Physics and Astronomy
Research Advisor: Kaden Hazzard

What do insulation, superconductivity, and magnetism have in common? All of these diverse and interesting properties of materials arise from the behavior of electrons in a lattice. Graduate student Eduardo Ibarra-García-Padilla from Kaden Hazzard’s lab seeks to understand fundamental physics governing electron behavior in lattices by stripping the system down to its very simplest form. To accomplish this, he creates ultracold atomic systems to serve as quantum simulations of macroscopic materials.

His quantum simulations give him the power to carefully tune the parameters of the system and isolate exactly the effect he wants to study. “The problem with normal materials is that they are very dirty. When you grow a crystal, it might not be a perfect crystal; it might have some defects or impurities,” Eduardo explained. “The benefit that we have with ultracold atoms is that the lattice that we create using laser beams is in essence a perfect lattice, and we have a high degree of control over how the atoms interact with each other.”

But wait, weren’t we talking about electrons, not atoms? In these models, the atoms represent electrons. Electrons have different spin states, +½ (up) and -½ (down), and only electrons with different spin states can interact with each other. Atoms also have spin states that control their interactions with one another, so Eduardo can use them to model that important dimension of electron behavior. Using lasers and magnetic fields, physicists can flip the spins of the atoms, so Eduardo can directly control the spin state of each atom in his model. “We prepare the atoms in different states, and depending on which state they are, we can tune the interactions between them,” he said.

For Eduardo, these spins represent other spins, but in principle, they can be used to represent anything we want. A particle with two possible spin states, either up or down, is analogous to a bit that can have the value 1 or 0. We can encode any information we want to in sequences of bits, and we can perform computations on that information through manipulations of bits; those manipulations correspond to the spin flipping physicists can do with lasers and magnetic fields. Thus, research in the Hazzard group enables other applications in quantum computing and quantum information.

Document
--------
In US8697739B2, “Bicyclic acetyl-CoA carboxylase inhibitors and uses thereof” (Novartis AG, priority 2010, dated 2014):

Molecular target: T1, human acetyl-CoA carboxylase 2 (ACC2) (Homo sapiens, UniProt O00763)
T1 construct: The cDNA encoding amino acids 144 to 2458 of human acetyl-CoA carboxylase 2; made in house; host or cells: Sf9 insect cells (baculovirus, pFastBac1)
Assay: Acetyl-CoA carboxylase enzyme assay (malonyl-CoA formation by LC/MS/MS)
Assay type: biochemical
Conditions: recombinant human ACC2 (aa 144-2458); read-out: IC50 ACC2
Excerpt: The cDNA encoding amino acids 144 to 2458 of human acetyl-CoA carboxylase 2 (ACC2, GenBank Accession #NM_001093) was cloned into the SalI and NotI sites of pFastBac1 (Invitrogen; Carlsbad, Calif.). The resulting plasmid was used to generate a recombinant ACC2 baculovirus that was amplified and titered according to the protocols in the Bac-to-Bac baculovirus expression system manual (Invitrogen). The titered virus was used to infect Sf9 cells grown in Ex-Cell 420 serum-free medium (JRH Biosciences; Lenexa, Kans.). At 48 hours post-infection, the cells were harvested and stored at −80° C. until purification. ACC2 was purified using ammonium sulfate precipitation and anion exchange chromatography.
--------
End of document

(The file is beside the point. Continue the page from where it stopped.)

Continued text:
Eduardo’s recent investigations have expanded beyond the simple spin up/spin down paradigm. “For spin up, I’ll call it blue, for spin down, I’ll call it red. But for an atom that has a larger spin, instead of just spin ½, you can have more states. So let’s say we have red, blue, green, and yellow,” he explained. “Now we put these atoms into a lattice, and when we have more color; if the interaction between two atoms with different colors does not depend on their colors this means we have a larger degree of symmetry in the system. So a natural question is if we have this higher degree of symmetry, what kind of phases of matter should we expect? Are there things we cannot see if we just have the red and blue combination? And the answer is yes.” Continuing with the red and blue description, if Eduardo prepares a system with one atom per site -- “think of it like a carton of eggs, where each atom is an egg,” he clarified-- and equal number of red and blue atoms, then the atoms form a checkerboard pattern of alternating red and blue spins. This arrangement is called antiferromagnetic.

“When we performed this calculation for a system with a larger spin (more colors), what we found is that the system is more antiferromagnetic than the one with spin-½ (just red and blue). There’s an easy picture for that; we just have more ways of putting a different color next to another one,” Eduardo said. “One of the exciting things is because of this, when we did the simulation and compared with experiments, we found out that our collaborators have the coldest fermions in an optical lattice ever so far, so it’s fun to brag a little,” he laughed. “So far for these systems with a high degree of symmetry, if they start at the same initial temperature, the ones with larger spin get colder. One of the biggest ongoing problems in the field is always ‘how can we get colder?’”

Years ago, when Eduardo first learned about the race to get colder, he didn’t realize the physical significance, and he thought it all really was just about bragging rights. “The first time I heard about all this ultracold atoms, I was in college, and I was just thinking, ‘wow this is just super dumb; it’s like seeing who has the fastest car.’” When he learned more, though, he recognized the true importance of research on ultracold atoms, and the field won him over. The colder we can get, the more exciting physics we see; colder temperatures give us access to effects we could never observe at higher temperatures, empowering us to understand the world in new ways. “I was super excited by the versatility, and I realized it was pretty cool! It’s pretty cold, actually,” he joked.